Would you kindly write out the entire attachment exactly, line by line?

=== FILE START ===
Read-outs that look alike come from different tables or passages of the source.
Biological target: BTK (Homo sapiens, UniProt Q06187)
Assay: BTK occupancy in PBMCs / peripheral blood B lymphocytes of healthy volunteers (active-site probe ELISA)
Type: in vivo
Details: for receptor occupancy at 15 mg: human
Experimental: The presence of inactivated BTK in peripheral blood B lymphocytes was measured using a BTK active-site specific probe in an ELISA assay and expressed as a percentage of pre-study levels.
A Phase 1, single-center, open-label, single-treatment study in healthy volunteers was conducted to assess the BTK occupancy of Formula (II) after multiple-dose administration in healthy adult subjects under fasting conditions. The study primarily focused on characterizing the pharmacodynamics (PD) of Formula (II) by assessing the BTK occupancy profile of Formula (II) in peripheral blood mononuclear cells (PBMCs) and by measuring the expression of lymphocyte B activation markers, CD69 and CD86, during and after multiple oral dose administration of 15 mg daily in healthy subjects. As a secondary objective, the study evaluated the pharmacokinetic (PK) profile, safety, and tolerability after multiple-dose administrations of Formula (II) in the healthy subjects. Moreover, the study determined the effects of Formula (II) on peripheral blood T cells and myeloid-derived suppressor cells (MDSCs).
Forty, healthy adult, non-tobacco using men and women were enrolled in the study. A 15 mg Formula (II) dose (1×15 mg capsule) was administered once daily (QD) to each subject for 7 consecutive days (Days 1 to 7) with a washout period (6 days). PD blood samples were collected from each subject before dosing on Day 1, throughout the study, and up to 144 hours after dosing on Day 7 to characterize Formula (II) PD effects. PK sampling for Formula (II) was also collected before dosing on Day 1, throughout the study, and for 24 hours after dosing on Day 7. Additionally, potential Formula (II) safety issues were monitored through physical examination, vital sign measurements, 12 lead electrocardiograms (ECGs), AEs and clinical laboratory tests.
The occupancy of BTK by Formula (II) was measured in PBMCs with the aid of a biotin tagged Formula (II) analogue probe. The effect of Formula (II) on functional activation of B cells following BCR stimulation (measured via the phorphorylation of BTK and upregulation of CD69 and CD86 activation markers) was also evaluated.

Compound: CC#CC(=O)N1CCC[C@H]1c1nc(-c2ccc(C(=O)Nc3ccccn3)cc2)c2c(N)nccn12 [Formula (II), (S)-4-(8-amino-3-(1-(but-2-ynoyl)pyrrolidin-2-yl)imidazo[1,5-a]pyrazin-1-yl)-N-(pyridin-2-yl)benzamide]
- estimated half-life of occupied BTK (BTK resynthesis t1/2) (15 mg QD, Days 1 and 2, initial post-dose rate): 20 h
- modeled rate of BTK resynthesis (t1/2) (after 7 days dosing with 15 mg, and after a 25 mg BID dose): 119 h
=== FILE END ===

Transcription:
Read-outs that look alike come from different tables or passages of the source.
Biological target: BTK (Homo sapiens, UniProt Q06187)
Assay: BTK occupancy in PBMCs / peripheral blood B lymphocytes of healthy volunteers (active-site probe ELISA)
Type: in vivo
Details: for receptor occupancy at 15 mg: human
Experimental: The presence of inactivated BTK in peripheral blood B lymphocytes was measured using a BTK active-site specific probe in an ELISA assay and expressed as a percentage of pre-study levels.
A Phase 1, single-center, open-label, single-treatment study in healthy volunteers was conducted to assess the BTK occupancy of Formula (II) after multiple-dose administration in healthy adult subjects under fasting conditions. The study primarily focused on characterizing the pharmacodynamics (PD) of Formula (II) by assessing the BTK occupancy profile of Formula (II) in peripheral blood mononuclear cells (PBMCs) and by measuring the expression of lymphocyte B activation markers, CD69 and CD86, during and after multiple oral dose administration of 15 mg daily in healthy subjects. As a secondary objective, the study evaluated the pharmacokinetic (PK) profile, safety, and tolerability after multiple-dose administrations of Formula (II) in the healthy subjects. Moreover, the study determined the effects of Formula (II) on peripheral blood T cells and myeloid-derived suppressor cells (MDSCs).
Forty, healthy adult, non-tobacco using men and women were enrolled in the study. A 15 mg Formula (II) dose (1×15 mg capsule) was administered once daily (QD) to each subject for 7 consecutive days (Days 1 to 7) with a washout period (6 days). PD blood samples were collected from each subject before dosing on Day 1, throughout the study, and up to 144 hours after dosing on Day 7 to characterize Formula (II) PD effects. PK sampling for Formula (II) was also collected before dosing on Day 1, throughout the study, and for 24 hours after dosing on Day 7. Additionally, potential Formula (II) safety issues were monitored through physical examination, vital sign measurements, 12 lead electrocardiograms (ECGs), AEs and clinical laboratory tests.
The occupancy of BTK by Formula (II) was measured in PBMCs with the aid of a biotin tagged Formula (II) analogue probe. The effect of Formula (II) on functional activation of B cells following BCR stimulation (measured via the phorphorylation of BTK and upregulation of CD69 and CD86 activation markers) was also evaluated.

Compound: CC#CC(=O)N1CCC[C@H]1c1nc(-c2ccc(C(=O)Nc3ccccn3)cc2)c2c(N)nccn12 [Formula (II), (S)-4-(8-amino-3-(1-(but-2-ynoyl)pyrrolidin-2-yl)imidazo[1,5-a]pyrazin-1-yl)-N-(pyridin-2-yl)benzamide]
- estimated half-life of occupied BTK (BTK resynthesis t1/2) (15 mg QD, Days 1 and 2, initial post-dose rate): 20 h
- modeled rate of BTK resynthesis (t1/2) (after 7 days dosing with 15 mg, and after a 25 mg BID dose): 119 h